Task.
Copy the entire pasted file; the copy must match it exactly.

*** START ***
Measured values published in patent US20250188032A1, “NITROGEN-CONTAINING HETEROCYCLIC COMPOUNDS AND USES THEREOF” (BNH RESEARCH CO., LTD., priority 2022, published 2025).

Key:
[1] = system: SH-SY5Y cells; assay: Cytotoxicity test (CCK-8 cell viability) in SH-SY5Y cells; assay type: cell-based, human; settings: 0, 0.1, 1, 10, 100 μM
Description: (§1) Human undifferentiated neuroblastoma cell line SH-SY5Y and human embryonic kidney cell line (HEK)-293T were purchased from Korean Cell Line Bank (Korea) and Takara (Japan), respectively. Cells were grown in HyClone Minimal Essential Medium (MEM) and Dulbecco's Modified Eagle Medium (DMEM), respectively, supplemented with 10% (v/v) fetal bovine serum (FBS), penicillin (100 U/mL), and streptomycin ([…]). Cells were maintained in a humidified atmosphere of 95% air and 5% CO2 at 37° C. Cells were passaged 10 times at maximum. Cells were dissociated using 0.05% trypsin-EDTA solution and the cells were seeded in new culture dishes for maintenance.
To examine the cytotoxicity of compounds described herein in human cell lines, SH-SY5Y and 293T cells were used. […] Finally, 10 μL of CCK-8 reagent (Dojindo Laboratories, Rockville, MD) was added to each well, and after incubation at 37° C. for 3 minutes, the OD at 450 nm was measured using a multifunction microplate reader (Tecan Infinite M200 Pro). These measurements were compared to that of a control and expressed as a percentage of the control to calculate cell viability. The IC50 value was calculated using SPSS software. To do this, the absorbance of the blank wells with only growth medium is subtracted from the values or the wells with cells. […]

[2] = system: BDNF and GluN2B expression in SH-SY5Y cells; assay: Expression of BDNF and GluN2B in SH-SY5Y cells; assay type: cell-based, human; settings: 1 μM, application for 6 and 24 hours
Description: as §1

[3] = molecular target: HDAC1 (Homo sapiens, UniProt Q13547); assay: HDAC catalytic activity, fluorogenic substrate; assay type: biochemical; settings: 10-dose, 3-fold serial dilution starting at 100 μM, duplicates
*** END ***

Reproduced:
Measured values published in patent US20250188032A1, “NITROGEN-CONTAINING HETEROCYCLIC COMPOUNDS AND USES THEREOF” (BNH RESEARCH CO., LTD., priority 2022, published 2025).

Key:
[1] = system: SH-SY5Y cells; assay: Cytotoxicity test (CCK-8 cell viability) in SH-SY5Y cells; assay type: cell-based, human; settings: 0, 0.1, 1, 10, 100 μM
Description: (§1) Human undifferentiated neuroblastoma cell line SH-SY5Y and human embryonic kidney cell line (HEK)-293T were purchased from Korean Cell Line Bank (Korea) and Takara (Japan), respectively. Cells were grown in HyClone Minimal Essential Medium (MEM) and Dulbecco's Modified Eagle Medium (DMEM), respectively, supplemented with 10% (v/v) fetal bovine serum (FBS), penicillin (100 U/mL), and streptomycin ([…]). Cells were maintained in a humidified atmosphere of 95% air and 5% CO2 at 37° C. Cells were passaged 10 times at maximum. Cells were dissociated using 0.05% trypsin-EDTA solution and the cells were seeded in new culture dishes for maintenance.
To examine the cytotoxicity of compounds described herein in human cell lines, SH-SY5Y and 293T cells were used. […] Finally, 10 μL of CCK-8 reagent (Dojindo Laboratories, Rockville, MD) was added to each well, and after incubation at 37° C. for 3 minutes, the OD at 450 nm was measured using a multifunction microplate reader (Tecan Infinite M200 Pro). These measurements were compared to that of a control and expressed as a percentage of the control to calculate cell viability. The IC50 value was calculated using SPSS software. To do this, the absorbance of the blank wells with only growth medium is subtracted from the values or the wells with cells. […]

[2] = system: BDNF and GluN2B expression in SH-SY5Y cells; assay: Expression of BDNF and GluN2B in SH-SY5Y cells; assay type: cell-based, human; settings: 1 μM, application for 6 and 24 hours
Description: as §1

[3] = molecular target: HDAC1 (Homo sapiens, UniProt Q13547); assay: HDAC catalytic activity, fluorogenic substrate; assay type: biochemical; settings: 10-dose, 3-fold serial dilution starting at 100 μM, duplicates